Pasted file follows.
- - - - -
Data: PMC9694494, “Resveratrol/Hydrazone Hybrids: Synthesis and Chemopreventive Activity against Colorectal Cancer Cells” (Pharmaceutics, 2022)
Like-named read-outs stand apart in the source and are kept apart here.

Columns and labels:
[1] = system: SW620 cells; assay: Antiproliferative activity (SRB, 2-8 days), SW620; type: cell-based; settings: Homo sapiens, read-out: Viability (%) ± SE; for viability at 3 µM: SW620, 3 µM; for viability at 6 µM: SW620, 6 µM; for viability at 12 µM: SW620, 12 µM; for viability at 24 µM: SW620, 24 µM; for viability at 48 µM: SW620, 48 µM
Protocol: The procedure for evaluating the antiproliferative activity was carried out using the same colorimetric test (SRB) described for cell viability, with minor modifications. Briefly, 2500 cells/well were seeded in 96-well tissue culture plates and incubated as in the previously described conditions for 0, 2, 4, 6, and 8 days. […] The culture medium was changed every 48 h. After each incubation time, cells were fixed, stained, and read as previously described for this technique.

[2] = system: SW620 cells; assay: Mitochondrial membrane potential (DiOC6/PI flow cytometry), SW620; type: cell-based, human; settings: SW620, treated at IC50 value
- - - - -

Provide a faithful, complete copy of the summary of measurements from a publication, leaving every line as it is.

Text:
Data: PMC9694494, “Resveratrol/Hydrazone Hybrids: Synthesis and Chemopreventive Activity against Colorectal Cancer Cells” (Pharmaceutics, 2022)
Like-named read-outs stand apart in the source and are kept apart here.

Columns and labels:
[1] = system: SW620 cells; assay: Antiproliferative activity (SRB, 2-8 days), SW620; type: cell-based; settings: Homo sapiens, read-out: Viability (%) ± SE; for viability at 3 µM: SW620, 3 µM; for viability at 6 µM: SW620, 6 µM; for viability at 12 µM: SW620, 12 µM; for viability at 24 µM: SW620, 24 µM; for viability at 48 µM: SW620, 48 µM
Protocol: The procedure for evaluating the antiproliferative activity was carried out using the same colorimetric test (SRB) described for cell viability, with minor modifications. Briefly, 2500 cells/well were seeded in 96-well tissue culture plates and incubated as in the previously described conditions for 0, 2, 4, 6, and 8 days. […] The culture medium was changed every 48 h. After each incubation time, cells were fixed, stained, and read as previously described for this technique.

[2] = system: SW620 cells; assay: Mitochondrial membrane potential (DiOC6/PI flow cytometry), SW620; type: cell-based, human; settings: SW620, treated at IC50 value